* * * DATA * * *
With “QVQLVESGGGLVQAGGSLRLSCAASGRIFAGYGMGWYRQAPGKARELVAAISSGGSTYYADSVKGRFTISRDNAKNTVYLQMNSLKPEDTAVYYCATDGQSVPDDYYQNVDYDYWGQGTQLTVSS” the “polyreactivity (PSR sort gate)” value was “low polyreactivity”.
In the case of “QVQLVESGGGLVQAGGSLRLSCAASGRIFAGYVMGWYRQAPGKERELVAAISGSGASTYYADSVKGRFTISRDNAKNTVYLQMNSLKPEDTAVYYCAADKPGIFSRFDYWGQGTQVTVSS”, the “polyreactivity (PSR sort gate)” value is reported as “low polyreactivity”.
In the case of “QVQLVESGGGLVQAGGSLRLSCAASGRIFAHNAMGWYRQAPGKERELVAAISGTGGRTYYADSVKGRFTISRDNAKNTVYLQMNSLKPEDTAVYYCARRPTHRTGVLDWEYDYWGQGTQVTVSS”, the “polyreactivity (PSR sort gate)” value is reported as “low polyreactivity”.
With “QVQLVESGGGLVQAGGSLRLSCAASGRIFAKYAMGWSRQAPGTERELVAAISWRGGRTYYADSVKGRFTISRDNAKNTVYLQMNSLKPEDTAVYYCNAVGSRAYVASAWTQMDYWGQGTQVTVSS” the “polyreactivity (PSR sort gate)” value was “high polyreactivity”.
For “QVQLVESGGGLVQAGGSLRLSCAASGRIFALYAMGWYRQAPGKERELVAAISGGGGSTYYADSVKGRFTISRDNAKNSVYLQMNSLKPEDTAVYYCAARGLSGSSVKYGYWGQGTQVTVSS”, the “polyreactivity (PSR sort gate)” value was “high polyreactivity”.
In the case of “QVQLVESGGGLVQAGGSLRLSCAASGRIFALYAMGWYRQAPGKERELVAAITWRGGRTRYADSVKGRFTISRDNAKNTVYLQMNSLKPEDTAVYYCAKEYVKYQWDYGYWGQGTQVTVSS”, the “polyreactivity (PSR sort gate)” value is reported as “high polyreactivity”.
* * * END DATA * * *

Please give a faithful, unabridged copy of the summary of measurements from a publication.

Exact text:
With “QVQLVESGGGLVQAGGSLRLSCAASGRIFAGYGMGWYRQAPGKARELVAAISSGGSTYYADSVKGRFTISRDNAKNTVYLQMNSLKPEDTAVYYCATDGQSVPDDYYQNVDYDYWGQGTQLTVSS” the “polyreactivity (PSR sort gate)” value was “low polyreactivity”.
In the case of “QVQLVESGGGLVQAGGSLRLSCAASGRIFAGYVMGWYRQAPGKERELVAAISGSGASTYYADSVKGRFTISRDNAKNTVYLQMNSLKPEDTAVYYCAADKPGIFSRFDYWGQGTQVTVSS”, the “polyreactivity (PSR sort gate)” value is reported as “low polyreactivity”.
In the case of “QVQLVESGGGLVQAGGSLRLSCAASGRIFAHNAMGWYRQAPGKERELVAAISGTGGRTYYADSVKGRFTISRDNAKNTVYLQMNSLKPEDTAVYYCARRPTHRTGVLDWEYDYWGQGTQVTVSS”, the “polyreactivity (PSR sort gate)” value is reported as “low polyreactivity”.
With “QVQLVESGGGLVQAGGSLRLSCAASGRIFAKYAMGWSRQAPGTERELVAAISWRGGRTYYADSVKGRFTISRDNAKNTVYLQMNSLKPEDTAVYYCNAVGSRAYVASAWTQMDYWGQGTQVTVSS” the “polyreactivity (PSR sort gate)” value was “high polyreactivity”.
For “QVQLVESGGGLVQAGGSLRLSCAASGRIFALYAMGWYRQAPGKERELVAAISGGGGSTYYADSVKGRFTISRDNAKNSVYLQMNSLKPEDTAVYYCAARGLSGSSVKYGYWGQGTQVTVSS”, the “polyreactivity (PSR sort gate)” value was “high polyreactivity”.
In the case of “QVQLVESGGGLVQAGGSLRLSCAASGRIFALYAMGWYRQAPGKERELVAAITWRGGRTRYADSVKGRFTISRDNAKNTVYLQMNSLKPEDTAVYYCAKEYVKYQWDYGYWGQGTQVTVSS”, the “polyreactivity (PSR sort gate)” value is reported as “high polyreactivity”.